What the Sea Brings
An Indonesian startup is transforming seaweed into edible packaging that can replace plastic. Their products haven’t only been proven to adhere to food safety but, impressively, they also dissolve in hot water without any chemicals. This article was first published in the second issue of WIEF In Focus magazine.
With every turn of the tide brings gratitude to seaweed farmers in Sulawesi. The Indonesian island that’s mainly made out of four peninsulas sets great store by seaweed farming. Indeed, they should, because seaweed farming is an important economic revenue for them and a rapidly growing one in Indonesia, at that. It’s worth noting that, currently, Indonesia supplies over 35 per cent of the world’s seaweed.
Therefore, the question here is, how this recurring gift of nature can contribute to a sustainable ecosystem that conserves and empowers? The solution, very possibly, lies in the capable hands of Evoware.
Evoware has a really good answer to that question since middle of 2015. Although, to be fastidious and accurate, their research on edible seaweed packaging which led them to the inception of Evoware began five years before the company began. It was based on a research by Noryawati Mulyono, who’s not only one of five co-founders of Evoware but also its chief of research and development as well as innovation.
‘Noryawati decided to choose biomaterial as her research focus,’ explained David Christian, another Evoware co-founder and chief of its marketing and impact. ‘She won L’oréal-UNESCO for Women in Science, for material science, specifically on bioplastic development from dammar. With the grant, she designed a small machine for bioplastic and built a mini lab at home. She used her family savings to buy seaweed to complement the dammar.’ Persistence on her research had won Noryawati the support of the Indonesian government and she patented her innovations a few years before they started work at Evoware.
Weeding Out the Facts
A relatively small startup, Evoware is set to make a rather large impact environmentally. Initially founded by David Christian and Edwin Aldrin Tan, it aims to reduce plastic waste through innovative and best solutions to packaging.
Its first product is the Ello Jello edible cup made out of seaweed that replaces single use plastic cups and its development kick-started the company during the middle of 2015. Ello Jello edible cup hit the market in 2016 and today, they’ve added new seaweed-based packaging products.
‘It took six years to create the perfect bioplastic but even now, we’re still developing and bettering our products to ensure the best experience for users,’ David explains. ‘The challenges stand in making their innovation applicable to people’s needs and in educating the people about the danger of plastic waste on the environment, human and animal.’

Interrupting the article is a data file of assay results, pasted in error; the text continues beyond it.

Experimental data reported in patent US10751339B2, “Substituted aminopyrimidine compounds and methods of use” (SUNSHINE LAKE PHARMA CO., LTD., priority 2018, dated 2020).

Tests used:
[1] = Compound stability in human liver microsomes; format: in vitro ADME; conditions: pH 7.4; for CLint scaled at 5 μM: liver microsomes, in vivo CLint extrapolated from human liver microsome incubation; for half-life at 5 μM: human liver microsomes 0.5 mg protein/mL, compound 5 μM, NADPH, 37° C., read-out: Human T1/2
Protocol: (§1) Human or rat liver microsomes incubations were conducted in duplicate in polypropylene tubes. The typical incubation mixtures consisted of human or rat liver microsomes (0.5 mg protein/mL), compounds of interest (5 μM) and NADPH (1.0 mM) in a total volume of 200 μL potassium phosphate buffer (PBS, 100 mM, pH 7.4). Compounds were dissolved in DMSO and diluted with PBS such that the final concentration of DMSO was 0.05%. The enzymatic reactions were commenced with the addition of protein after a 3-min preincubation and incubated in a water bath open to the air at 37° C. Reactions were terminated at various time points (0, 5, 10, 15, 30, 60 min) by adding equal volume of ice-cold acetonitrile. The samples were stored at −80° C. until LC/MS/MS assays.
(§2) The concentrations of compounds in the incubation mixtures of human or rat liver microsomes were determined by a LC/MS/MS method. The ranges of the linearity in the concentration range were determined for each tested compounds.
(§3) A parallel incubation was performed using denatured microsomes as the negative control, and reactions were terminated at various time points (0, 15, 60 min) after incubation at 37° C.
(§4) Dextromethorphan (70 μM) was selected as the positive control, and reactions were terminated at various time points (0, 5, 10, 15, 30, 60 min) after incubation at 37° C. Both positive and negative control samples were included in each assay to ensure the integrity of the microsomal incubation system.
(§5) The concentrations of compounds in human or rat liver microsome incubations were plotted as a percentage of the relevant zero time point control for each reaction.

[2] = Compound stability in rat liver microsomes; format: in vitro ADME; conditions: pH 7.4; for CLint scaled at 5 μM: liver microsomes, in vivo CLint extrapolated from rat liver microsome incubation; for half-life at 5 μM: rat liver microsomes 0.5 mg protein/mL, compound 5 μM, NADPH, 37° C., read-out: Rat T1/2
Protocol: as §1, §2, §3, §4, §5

Admittedly, packaging made out of seaweed costs more to produce that one out of plastic. ‘But with growing interest the company hopes production costs will go down,’ David hopes. Besides, Evoware is very possibly the only one in the world right now producing seaweed-based packaging and whose patent have been granted internationally.
Although Evoware’s team of 10 is based out of Jakarta, they currently buy seaweed from Sulawesi. ‘But during our research phase, we’ve thoroughly screened the seaweed from many seaweed centres in Indonesia such as Lampung, Thousand island, Bali, Nusa Penida, Tual, East Nusa Tenggara, Sabu and Waingapu,’ David recalls. ‘We haven’t measured exactly our impact on the livelihood of Indonesian seaweed farmers but since we’re working with the seaweed farmers’ cooperation, we’ve come to know the farmers’ financial condition as well as debt rate and we already made a target on increasing income rate for them.’
A Fundamental Ingredient
There’s no question on just how vital technology is in birthing their products. ‘It’s what made it possible to have bioplastic right now,’ David says. ‘Also, technology or specifically biotechnology plays an important role in enabling us to provide bioplastic on a large scale. What’s more, technology helps us produce our products with minimum carbon footprint.’
From seaweed to product, there are four main stages and it starts with the preparation of raw materials before production of packaging and cutting of packaging as well as sachet forming begin, followed by, storage and packing of packaging. ‘We use sustainable production process and combine with well-planned waste water treatment system to achieve Good Manufacturing Practice (GMP) standard and food safety. We use no chemical in our packaging production. They’re made entirely from seaweed,’ David explains.
To maintain the consistency of product quality, they already have several quality analysis tools for raw materials, semi-finished products and finished products. ‘This include analysis [of] impurity content in seaweed and packaging thickness. We’ve also collaborated with an accredited laboratory to perform testing of mechanical properties of the packaging,’ he adds.
To date, even though Evoware doesn’t currently have technology that can be transferred directly to the farmers, they’ll inevitably be increasing farmers’ livelihood by going on a larger scale of production. ‘It’ll fulfil global demand of seaweed-based packaging this year (2018). We’ll also launch more seaweed-based innovations such as water-resistant packaging, drinking straws and even rigid bioplastic. We’ll keep innovating other sustainable packaging,’ David concludes.